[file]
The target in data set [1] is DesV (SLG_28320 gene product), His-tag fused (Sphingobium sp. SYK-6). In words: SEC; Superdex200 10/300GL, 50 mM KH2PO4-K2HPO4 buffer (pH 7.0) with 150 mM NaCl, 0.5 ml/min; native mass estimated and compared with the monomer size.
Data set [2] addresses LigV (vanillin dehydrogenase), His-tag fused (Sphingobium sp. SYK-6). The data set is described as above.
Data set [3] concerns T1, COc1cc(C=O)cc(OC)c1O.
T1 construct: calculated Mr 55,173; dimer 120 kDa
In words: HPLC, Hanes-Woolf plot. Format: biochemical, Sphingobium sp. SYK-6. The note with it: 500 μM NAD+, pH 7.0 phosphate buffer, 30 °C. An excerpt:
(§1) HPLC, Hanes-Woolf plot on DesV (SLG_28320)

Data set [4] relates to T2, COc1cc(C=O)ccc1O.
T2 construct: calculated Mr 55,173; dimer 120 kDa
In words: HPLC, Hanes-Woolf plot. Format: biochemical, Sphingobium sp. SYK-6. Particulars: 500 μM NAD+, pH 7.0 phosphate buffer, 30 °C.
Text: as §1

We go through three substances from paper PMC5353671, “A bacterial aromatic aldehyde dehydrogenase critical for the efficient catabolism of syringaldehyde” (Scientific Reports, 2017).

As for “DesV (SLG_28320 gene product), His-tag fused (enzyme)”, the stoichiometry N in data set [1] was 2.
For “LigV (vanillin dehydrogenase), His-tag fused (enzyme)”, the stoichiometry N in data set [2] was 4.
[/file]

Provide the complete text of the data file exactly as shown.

The target in data set [1] is DesV (SLG_28320 gene product), His-tag fused (Sphingobium sp. SYK-6). In words: SEC; Superdex200 10/300GL, 50 mM KH2PO4-K2HPO4 buffer (pH 7.0) with 150 mM NaCl, 0.5 ml/min; native mass estimated and compared with the monomer size.
Data set [2] addresses LigV (vanillin dehydrogenase), His-tag fused (Sphingobium sp. SYK-6). The data set is described as above.
Data set [3] concerns T1, COc1cc(C=O)cc(OC)c1O.
T1 construct: calculated Mr 55,173; dimer 120 kDa
In words: HPLC, Hanes-Woolf plot. Format: biochemical, Sphingobium sp. SYK-6. The note with it: 500 μM NAD+, pH 7.0 phosphate buffer, 30 °C. An excerpt:
(§1) HPLC, Hanes-Woolf plot on DesV (SLG_28320)

Data set [4] relates to T2, COc1cc(C=O)ccc1O.
T2 construct: calculated Mr 55,173; dimer 120 kDa
In words: HPLC, Hanes-Woolf plot. Format: biochemical, Sphingobium sp. SYK-6. Particulars: 500 μM NAD+, pH 7.0 phosphate buffer, 30 °C.
Text: as §1

We go through three substances from paper PMC5353671, “A bacterial aromatic aldehyde dehydrogenase critical for the efficient catabolism of syringaldehyde” (Scientific Reports, 2017).

As for “DesV (SLG_28320 gene product), His-tag fused (enzyme)”, the stoichiometry N in data set [1] was 2.
For “LigV (vanillin dehydrogenase), His-tag fused (enzyme)”, the stoichiometry N in data set [2] was 4.